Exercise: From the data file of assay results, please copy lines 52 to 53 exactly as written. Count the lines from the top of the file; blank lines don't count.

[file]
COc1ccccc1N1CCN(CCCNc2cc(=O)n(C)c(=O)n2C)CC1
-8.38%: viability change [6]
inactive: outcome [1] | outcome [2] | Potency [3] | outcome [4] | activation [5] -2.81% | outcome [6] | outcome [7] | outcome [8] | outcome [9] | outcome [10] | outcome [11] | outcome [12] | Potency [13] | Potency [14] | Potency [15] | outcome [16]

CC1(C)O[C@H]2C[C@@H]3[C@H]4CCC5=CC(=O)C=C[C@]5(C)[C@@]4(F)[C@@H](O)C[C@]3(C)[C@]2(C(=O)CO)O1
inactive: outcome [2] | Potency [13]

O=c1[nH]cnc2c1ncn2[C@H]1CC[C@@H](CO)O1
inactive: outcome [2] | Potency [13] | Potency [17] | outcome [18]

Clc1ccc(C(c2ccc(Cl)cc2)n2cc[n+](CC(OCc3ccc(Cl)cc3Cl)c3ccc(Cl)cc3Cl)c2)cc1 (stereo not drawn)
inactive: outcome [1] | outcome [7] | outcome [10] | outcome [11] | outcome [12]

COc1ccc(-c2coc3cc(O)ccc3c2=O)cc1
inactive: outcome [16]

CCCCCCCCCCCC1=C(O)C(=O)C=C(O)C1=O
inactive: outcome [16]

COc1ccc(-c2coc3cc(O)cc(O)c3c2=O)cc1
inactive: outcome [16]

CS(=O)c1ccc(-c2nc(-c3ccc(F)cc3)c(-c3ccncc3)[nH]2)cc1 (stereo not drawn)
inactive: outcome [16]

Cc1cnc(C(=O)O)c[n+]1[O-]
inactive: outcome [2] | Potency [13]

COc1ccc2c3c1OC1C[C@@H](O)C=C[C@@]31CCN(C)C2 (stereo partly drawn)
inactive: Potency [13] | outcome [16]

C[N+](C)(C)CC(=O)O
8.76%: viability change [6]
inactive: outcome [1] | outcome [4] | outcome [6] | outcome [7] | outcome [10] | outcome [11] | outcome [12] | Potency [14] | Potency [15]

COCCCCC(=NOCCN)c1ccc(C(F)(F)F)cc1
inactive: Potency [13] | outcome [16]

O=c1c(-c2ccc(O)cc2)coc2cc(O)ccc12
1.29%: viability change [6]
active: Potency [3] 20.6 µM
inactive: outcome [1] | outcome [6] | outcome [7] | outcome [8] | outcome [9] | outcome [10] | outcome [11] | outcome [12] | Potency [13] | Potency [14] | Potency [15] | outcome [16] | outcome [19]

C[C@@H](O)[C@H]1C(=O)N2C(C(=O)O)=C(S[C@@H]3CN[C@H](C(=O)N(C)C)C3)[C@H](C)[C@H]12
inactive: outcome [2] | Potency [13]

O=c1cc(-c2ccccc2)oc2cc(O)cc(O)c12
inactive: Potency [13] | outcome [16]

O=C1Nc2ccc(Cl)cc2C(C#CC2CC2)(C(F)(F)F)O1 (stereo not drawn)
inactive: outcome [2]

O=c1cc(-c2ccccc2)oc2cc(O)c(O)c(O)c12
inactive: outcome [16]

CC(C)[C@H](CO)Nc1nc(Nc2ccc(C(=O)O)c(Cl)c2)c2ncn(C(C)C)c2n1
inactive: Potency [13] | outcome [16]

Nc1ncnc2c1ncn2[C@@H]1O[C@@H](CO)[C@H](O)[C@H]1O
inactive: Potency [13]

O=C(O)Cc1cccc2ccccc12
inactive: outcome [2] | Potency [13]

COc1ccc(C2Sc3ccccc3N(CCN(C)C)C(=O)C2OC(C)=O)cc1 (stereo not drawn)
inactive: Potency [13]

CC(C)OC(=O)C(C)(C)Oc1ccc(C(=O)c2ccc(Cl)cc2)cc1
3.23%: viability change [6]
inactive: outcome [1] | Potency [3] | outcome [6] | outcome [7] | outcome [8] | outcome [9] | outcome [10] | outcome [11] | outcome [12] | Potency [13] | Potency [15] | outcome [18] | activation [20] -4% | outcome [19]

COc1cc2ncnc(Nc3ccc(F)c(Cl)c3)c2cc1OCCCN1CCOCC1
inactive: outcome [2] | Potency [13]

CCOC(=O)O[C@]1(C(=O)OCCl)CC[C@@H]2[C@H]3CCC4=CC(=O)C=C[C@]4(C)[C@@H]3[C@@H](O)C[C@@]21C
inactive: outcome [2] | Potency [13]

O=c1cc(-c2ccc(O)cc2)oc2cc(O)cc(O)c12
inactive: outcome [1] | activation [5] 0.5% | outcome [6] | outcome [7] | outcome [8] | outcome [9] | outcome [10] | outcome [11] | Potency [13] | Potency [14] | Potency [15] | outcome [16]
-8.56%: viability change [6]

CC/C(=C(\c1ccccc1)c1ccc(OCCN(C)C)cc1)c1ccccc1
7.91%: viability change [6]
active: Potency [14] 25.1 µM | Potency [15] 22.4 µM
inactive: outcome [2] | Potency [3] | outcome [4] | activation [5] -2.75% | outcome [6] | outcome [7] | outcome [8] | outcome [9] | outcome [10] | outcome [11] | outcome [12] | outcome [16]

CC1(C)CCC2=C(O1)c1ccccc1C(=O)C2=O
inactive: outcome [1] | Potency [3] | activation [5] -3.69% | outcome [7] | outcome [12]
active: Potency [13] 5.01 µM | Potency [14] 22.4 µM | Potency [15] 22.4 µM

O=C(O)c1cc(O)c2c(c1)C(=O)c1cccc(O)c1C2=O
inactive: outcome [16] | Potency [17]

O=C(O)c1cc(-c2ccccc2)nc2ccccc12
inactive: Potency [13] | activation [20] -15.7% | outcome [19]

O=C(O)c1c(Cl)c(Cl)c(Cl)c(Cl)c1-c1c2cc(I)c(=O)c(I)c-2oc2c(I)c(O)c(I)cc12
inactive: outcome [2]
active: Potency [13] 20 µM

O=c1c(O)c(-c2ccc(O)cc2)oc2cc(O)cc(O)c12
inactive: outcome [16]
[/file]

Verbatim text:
CCOC(=O)O[C@]1(C(=O)OCCl)CC[C@@H]2[C@H]3CCC4=CC(=O)C=C[C@]4(C)[C@@H]3[C@@H](O)C[C@@]21C
inactive: outcome [2] | Potency [13]